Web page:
Contrary to popular belief, accounting systems are not static. Nor are they the same for all businesses or even all businesses in the same industry. Those ideas imply that there is something about accounting that is required, but not useful – stiff, stifling, and boring. Like high school English.
Accounting is optional. You do have a choice about whether or not to do it.
I have met and worked with plenty of people who don’t pay attention to their finances and find checks bouncing off the walls. It’s a great place to start.
From Dictionary.com: Accounting is…
1. the theory and system of setting up, maintaining, and auditing the books of a firm; art of analyzing the financial position and operating results of a business house from a study of its sales, purchases, overhead, etc.
2. a detailed report of the financial state or transactions of a person or entity: an accounting of the estate.
3. the rendering or submission of such a report.
Accounting is how you get detailed information about your financial position. You can only do that if it’s set up and used to get the information you need.
There are four keys to getting the most out your accounting system so that gives you what you need for decision-making:
- Reporting and
- the Chart of Accounts
Accuracy is the first most important thing to ensure in your system. In fact QuickBooks and other pre-packed software systems have a function called reconciling that helps you find discrepancies. If you don’t have the right numbers, you can’t get accurate information.
The second is consistency. It’s more important that most pieces of accounting: if you don’t update consistently, you don’t have accurate information and you can’t do other important things like reporting. Consistency is also important for another reason, like brushing your teeth. It’s improves your current and if you do it regularly it improves your long-term health. It is an investment in the future of your business.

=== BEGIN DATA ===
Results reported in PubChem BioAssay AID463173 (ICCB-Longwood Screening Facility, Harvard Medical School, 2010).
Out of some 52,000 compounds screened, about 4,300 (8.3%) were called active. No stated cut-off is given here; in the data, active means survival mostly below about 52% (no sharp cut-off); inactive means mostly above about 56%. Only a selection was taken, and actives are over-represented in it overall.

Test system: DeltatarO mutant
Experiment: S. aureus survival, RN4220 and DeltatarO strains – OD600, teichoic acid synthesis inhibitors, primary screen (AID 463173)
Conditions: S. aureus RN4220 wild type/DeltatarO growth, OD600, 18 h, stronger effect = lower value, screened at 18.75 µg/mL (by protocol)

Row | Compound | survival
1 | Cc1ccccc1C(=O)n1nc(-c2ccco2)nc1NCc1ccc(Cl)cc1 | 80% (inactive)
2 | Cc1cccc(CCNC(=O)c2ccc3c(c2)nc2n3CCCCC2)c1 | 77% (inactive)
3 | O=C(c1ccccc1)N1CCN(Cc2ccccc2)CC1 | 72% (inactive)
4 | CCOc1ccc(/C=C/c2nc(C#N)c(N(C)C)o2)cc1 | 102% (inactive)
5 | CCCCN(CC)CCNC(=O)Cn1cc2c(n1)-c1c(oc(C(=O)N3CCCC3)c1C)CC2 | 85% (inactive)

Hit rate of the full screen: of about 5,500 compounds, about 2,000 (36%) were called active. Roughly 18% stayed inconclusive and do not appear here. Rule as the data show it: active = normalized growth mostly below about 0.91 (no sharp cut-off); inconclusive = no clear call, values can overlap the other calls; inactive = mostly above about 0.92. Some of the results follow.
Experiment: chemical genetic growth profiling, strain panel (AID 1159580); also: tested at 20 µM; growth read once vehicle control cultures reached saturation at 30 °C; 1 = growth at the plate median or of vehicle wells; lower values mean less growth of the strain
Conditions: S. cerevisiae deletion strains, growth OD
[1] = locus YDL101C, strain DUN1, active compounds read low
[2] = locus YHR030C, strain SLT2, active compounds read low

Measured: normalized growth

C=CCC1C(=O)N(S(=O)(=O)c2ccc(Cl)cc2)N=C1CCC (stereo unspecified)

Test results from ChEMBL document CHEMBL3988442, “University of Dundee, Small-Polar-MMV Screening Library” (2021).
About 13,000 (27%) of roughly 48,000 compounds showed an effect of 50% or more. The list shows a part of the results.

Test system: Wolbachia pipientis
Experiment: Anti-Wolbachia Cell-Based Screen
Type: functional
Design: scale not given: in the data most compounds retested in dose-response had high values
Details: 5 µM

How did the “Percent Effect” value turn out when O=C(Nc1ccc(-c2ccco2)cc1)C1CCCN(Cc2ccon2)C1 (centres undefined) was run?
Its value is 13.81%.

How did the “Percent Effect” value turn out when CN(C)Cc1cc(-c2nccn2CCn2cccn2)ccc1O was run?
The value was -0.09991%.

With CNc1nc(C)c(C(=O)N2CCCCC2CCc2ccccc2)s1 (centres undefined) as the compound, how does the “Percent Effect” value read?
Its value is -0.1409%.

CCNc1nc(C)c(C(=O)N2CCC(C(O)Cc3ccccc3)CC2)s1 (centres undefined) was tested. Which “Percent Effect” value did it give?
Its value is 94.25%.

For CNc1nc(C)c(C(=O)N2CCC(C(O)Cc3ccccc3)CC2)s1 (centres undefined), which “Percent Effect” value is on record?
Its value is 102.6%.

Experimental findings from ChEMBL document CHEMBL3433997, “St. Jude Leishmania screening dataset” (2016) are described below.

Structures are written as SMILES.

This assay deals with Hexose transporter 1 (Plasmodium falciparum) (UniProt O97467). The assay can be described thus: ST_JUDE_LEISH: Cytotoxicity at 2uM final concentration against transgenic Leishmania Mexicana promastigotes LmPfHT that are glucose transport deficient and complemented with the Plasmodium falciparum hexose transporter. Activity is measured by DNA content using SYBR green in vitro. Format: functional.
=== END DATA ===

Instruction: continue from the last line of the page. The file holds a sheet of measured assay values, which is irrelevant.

Reporting is the function that aggregates (or puts together) all the information that you’ve been entering and gives it to you in one neat little package for easy reading. If you are entering the information consistently and accurately, these reports can give you up to the minute information about your money that even the banks don’t know – that’s exciting! Reports are what moves you beyond bookkeeping as a chore to using accounting for management decisions, budgeting, hiring, expanding, and so on. Reporting rocks!
The last piece we’ll touch on today is your chart of accounts. That’s the place where you find the categories of transactions that you use (which is another basis for reporting). Some of them like “postage” or “printing and reproduction” are about expenses and seem straight forward and the easiest for people to understand.
I find that people get into trouble in two main places in their accounting: categorizing/understanding income and balance sheet accounts. Assets, liabilities and equity seem to confound people regularly to the point where they give up and stop doing accounting all together. Understanding those pieces will make your accounting a lot easier. If you don’t understand them either do your homework or hire someone to help you set these accounts up and teach you how to use them. This, in my experience is a critical piece of a business and deserves the time and dollars you put into it. In fact I find that as a bookkeeper and accounting consultant, having this piece in order makes the other pieces both possible and likely to get done. Having clarity here creates a place for people to take action from.
I think accounting can be a lot of fun. It can also be a function of your business that really supports and informs your decision making and growth. It’s up to you to keep it healthy and vibrant.